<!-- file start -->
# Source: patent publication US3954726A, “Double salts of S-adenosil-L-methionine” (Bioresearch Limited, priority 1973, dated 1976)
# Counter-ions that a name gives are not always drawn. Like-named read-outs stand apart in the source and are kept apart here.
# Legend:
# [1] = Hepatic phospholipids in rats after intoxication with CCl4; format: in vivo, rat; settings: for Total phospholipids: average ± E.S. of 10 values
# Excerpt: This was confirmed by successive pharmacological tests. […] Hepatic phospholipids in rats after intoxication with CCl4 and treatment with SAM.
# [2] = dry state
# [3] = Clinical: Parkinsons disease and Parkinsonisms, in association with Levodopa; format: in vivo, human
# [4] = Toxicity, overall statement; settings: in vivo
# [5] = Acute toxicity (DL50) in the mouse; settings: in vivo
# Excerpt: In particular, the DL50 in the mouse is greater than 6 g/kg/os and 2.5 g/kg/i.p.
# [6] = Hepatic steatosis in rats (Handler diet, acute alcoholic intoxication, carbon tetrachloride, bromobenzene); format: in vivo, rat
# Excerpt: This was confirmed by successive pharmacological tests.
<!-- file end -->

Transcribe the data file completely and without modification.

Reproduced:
# Source: patent publication US3954726A, “Double salts of S-adenosil-L-methionine” (Bioresearch Limited, priority 1973, dated 1976)
# Counter-ions that a name gives are not always drawn. Like-named read-outs stand apart in the source and are kept apart here.
# Legend:
# [1] = Hepatic phospholipids in rats after intoxication with CCl4; format: in vivo, rat; settings: for Total phospholipids: average ± E.S. of 10 values
# Excerpt: This was confirmed by successive pharmacological tests. […] Hepatic phospholipids in rats after intoxication with CCl4 and treatment with SAM.
# [2] = dry state
# [3] = Clinical: Parkinsons disease and Parkinsonisms, in association with Levodopa; format: in vivo, human
# [4] = Toxicity, overall statement; settings: in vivo
# [5] = Acute toxicity (DL50) in the mouse; settings: in vivo
# Excerpt: In particular, the DL50 in the mouse is greater than 6 g/kg/os and 2.5 g/kg/i.p.
# [6] = Hepatic steatosis in rats (Handler diet, acute alcoholic intoxication, carbon tetrachloride, bromobenzene); format: in vivo, rat
# Excerpt: This was confirmed by successive pharmacological tests.